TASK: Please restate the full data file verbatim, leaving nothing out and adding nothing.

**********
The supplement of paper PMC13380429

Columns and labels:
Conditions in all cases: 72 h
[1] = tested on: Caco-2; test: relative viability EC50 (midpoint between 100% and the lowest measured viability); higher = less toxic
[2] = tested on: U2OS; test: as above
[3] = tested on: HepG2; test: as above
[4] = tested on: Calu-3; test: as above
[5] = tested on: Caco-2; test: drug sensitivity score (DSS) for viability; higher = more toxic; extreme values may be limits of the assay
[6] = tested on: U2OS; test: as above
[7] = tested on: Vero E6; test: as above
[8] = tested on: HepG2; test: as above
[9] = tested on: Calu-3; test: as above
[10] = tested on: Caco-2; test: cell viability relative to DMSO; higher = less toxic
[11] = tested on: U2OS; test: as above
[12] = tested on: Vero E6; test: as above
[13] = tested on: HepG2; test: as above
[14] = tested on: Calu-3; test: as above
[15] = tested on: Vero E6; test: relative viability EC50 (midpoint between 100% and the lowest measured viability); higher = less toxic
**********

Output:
The supplement of paper PMC13380429

Columns and labels:
Conditions in all cases: 72 h
[1] = tested on: Caco-2; test: relative viability EC50 (midpoint between 100% and the lowest measured viability); higher = less toxic
[2] = tested on: U2OS; test: as above
[3] = tested on: HepG2; test: as above
[4] = tested on: Calu-3; test: as above
[5] = tested on: Caco-2; test: drug sensitivity score (DSS) for viability; higher = more toxic; extreme values may be limits of the assay
[6] = tested on: U2OS; test: as above
[7] = tested on: Vero E6; test: as above
[8] = tested on: HepG2; test: as above
[9] = tested on: Calu-3; test: as above
[10] = tested on: Caco-2; test: cell viability relative to DMSO; higher = less toxic
[11] = tested on: U2OS; test: as above
[12] = tested on: Vero E6; test: as above
[13] = tested on: HepG2; test: as above
[14] = tested on: Calu-3; test: as above
[15] = tested on: Vero E6; test: relative viability EC50 (midpoint between 100% and the lowest measured viability); higher = less toxic